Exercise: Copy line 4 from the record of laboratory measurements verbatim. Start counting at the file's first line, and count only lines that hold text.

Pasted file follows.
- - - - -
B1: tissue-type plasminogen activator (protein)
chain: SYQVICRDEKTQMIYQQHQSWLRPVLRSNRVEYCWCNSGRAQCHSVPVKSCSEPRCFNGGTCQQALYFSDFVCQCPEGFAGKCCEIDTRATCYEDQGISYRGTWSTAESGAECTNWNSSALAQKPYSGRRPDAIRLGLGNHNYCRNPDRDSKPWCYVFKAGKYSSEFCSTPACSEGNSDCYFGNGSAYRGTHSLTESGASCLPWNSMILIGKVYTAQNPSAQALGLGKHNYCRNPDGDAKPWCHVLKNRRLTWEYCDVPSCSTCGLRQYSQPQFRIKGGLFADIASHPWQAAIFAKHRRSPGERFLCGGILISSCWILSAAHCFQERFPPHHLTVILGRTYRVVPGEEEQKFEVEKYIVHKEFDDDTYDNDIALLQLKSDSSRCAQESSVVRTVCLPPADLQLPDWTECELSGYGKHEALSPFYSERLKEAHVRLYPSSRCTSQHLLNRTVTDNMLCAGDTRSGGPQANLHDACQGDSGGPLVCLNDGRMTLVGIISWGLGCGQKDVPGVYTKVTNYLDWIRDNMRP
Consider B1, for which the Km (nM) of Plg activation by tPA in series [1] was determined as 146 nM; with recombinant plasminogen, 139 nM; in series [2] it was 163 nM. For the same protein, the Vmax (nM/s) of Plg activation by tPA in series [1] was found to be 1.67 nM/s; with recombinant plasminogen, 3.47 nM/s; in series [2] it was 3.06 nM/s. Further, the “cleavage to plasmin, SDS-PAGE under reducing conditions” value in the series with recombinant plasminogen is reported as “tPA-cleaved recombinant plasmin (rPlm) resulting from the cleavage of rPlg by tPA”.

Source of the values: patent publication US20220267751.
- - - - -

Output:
Source of the values: patent publication US20220267751.